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The articles that comprise this issue of the Journal of Corporation Law were first presented at a conference held at the Wharton School and co-sponsored by Wharton together with Columbia and Stanford Law Schools. The event was organized by my friend Peter Conti-Brown, to whom I am grateful for both the thought and the effort. Standing alone, the thought that the conference was warranted would have been extremely generous. However, anyone who has organized a conference knows that the idea for such events can be exciting, but what follows is an amount of work that had it been anticipated would cause them never to take place. For academics, irrational discount rates collectively fuel a lot of progress.

Peter also had the insightful thought for the conference’s subject matter: to ask a younger generation of talented scholars to address some of my work and assess where it has had an impact, where it still has relevance, where I got it wrong in the first place, and how subsequent scholarship and changes in the areas of law and the related markets the articles addressed have advanced beyond my then near-sighted vision. Thinking about the event as it approached, I was both enormously flattered and then more than a little embarrassed. There are people who like being the center of attention; I’m not one of them.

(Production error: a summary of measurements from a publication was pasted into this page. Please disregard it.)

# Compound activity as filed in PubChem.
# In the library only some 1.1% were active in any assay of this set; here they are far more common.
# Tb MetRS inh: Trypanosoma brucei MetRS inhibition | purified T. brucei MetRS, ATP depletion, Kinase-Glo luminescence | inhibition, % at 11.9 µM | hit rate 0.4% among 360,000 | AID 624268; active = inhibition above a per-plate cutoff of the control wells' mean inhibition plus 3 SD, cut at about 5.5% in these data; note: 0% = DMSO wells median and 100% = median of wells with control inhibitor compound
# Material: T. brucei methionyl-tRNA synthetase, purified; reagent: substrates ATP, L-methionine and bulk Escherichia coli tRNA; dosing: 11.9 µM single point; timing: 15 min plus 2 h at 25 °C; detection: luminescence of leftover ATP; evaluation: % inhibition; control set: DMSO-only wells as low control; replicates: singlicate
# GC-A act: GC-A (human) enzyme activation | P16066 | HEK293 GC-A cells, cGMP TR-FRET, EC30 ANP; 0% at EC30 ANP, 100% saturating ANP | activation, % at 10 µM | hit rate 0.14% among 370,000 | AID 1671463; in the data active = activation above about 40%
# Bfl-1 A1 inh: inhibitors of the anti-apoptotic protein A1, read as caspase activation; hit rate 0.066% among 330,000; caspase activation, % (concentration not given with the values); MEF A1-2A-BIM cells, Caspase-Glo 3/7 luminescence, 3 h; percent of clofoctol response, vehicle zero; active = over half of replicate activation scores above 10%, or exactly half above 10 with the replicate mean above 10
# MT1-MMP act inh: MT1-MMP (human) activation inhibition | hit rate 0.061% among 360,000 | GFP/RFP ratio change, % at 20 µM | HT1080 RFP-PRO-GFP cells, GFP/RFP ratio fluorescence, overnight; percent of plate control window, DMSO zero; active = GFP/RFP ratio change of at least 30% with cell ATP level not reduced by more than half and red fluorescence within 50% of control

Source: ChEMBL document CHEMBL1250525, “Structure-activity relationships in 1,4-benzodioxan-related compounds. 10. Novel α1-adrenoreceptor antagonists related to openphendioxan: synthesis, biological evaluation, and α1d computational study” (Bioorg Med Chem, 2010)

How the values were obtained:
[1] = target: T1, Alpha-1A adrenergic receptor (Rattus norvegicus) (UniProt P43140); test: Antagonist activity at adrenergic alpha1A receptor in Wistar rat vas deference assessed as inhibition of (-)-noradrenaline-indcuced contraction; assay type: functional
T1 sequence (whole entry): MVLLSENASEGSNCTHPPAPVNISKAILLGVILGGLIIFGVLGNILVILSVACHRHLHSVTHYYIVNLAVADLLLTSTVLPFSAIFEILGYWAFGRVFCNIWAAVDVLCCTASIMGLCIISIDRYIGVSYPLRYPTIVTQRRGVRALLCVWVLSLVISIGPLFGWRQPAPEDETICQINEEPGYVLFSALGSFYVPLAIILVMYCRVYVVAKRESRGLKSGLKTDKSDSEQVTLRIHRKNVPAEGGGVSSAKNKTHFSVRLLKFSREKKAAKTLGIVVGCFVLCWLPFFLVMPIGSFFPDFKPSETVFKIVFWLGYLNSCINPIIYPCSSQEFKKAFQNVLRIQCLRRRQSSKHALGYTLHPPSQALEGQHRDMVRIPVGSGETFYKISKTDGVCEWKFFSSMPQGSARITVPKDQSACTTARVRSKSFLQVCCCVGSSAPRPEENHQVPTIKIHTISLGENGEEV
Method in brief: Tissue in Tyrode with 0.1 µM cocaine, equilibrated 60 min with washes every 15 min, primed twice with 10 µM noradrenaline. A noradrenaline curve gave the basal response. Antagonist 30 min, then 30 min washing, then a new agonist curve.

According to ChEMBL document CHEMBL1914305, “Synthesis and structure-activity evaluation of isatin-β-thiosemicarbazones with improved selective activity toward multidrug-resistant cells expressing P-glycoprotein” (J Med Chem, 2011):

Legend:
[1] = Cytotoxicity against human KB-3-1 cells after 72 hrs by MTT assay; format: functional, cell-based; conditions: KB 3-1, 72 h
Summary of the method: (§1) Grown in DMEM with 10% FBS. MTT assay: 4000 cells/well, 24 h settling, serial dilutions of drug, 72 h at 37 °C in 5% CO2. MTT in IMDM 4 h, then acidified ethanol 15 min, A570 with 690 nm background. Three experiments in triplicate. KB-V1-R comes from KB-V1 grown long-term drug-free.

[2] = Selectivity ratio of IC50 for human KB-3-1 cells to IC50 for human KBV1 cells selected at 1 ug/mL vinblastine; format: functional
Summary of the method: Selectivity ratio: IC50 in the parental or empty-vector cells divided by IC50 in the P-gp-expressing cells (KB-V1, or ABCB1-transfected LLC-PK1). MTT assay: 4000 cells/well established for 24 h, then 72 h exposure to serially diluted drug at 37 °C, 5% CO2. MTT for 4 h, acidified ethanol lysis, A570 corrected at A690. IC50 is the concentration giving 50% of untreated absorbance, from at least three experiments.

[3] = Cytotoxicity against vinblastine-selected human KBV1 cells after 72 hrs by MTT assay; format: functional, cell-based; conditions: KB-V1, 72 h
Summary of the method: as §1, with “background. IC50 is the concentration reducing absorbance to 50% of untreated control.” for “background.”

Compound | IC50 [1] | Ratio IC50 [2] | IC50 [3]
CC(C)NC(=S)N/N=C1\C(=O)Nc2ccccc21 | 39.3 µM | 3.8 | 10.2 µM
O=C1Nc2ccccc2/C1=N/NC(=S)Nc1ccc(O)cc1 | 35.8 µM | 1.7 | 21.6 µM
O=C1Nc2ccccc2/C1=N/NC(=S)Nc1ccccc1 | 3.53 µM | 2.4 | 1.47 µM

Two more introductory comments are necessary. The first is to thank the contributors to this issue for having taken the time to write perceptive assessments and extensions of work that I am delighted people still read. Academics have only one asset: our time. The authors have made a gift of theirs for which I am deeply grateful.

The second is to say with pride that much of the work this issue’s articles build on is not just mine. It is also Reinier Kraakman’s, Bernie Black’s, Chuck Sabel’s, and Bob Scott’s, and the list grows much longer if I go beyond just the articles in this issue. A central joy of being an academic, invoking Robert Putnam’s evocative phrase, is exactly the opposite of “bowling alone.” It is to be part of an engaged and gracious community. For almost 40 years, I have consistently written with friends and gotten paid for it. If there is a better definition of winning the lottery, I can’t think of it.


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